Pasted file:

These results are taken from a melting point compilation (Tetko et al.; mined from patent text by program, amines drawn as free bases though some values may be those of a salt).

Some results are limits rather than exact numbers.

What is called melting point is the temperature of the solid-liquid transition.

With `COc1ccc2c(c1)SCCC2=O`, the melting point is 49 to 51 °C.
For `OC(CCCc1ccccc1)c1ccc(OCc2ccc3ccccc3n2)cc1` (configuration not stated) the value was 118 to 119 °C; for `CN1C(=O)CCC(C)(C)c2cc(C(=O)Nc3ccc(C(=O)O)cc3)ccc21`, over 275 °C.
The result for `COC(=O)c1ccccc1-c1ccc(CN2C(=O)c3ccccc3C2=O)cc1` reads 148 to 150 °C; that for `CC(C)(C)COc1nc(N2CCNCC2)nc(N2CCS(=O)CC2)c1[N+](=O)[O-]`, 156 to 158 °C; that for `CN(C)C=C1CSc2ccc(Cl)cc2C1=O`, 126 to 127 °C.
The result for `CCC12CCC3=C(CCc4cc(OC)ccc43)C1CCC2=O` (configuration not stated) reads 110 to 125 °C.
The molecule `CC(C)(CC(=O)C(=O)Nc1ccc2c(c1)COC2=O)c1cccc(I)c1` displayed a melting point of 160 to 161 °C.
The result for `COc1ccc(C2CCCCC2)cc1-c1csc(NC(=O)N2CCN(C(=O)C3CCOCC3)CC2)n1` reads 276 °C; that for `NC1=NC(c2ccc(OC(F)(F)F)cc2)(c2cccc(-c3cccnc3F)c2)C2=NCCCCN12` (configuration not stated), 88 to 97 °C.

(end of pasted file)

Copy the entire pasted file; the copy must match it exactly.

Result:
These results are taken from a melting point compilation (Tetko et al.; mined from patent text by program, amines drawn as free bases though some values may be those of a salt).

Some results are limits rather than exact numbers.

What is called melting point is the temperature of the solid-liquid transition.

With `COc1ccc2c(c1)SCCC2=O`, the melting point is 49 to 51 °C.
For `OC(CCCc1ccccc1)c1ccc(OCc2ccc3ccccc3n2)cc1` (configuration not stated) the value was 118 to 119 °C; for `CN1C(=O)CCC(C)(C)c2cc(C(=O)Nc3ccc(C(=O)O)cc3)ccc21`, over 275 °C.
The result for `COC(=O)c1ccccc1-c1ccc(CN2C(=O)c3ccccc3C2=O)cc1` reads 148 to 150 °C; that for `CC(C)(C)COc1nc(N2CCNCC2)nc(N2CCS(=O)CC2)c1[N+](=O)[O-]`, 156 to 158 °C; that for `CN(C)C=C1CSc2ccc(Cl)cc2C1=O`, 126 to 127 °C.
The result for `CCC12CCC3=C(CCc4cc(OC)ccc43)C1CCC2=O` (configuration not stated) reads 110 to 125 °C.
The molecule `CC(C)(CC(=O)C(=O)Nc1ccc2c(c1)COC2=O)c1cccc(I)c1` displayed a melting point of 160 to 161 °C.
The result for `COc1ccc(C2CCCCC2)cc1-c1csc(NC(=O)N2CCN(C(=O)C3CCOCC3)CC2)n1` reads 276 °C; that for `NC1=NC(c2ccc(OC(F)(F)F)cc2)(c2cccc(-c3cccnc3F)c2)C2=NCCCCN12` (configuration not stated), 88 to 97 °C.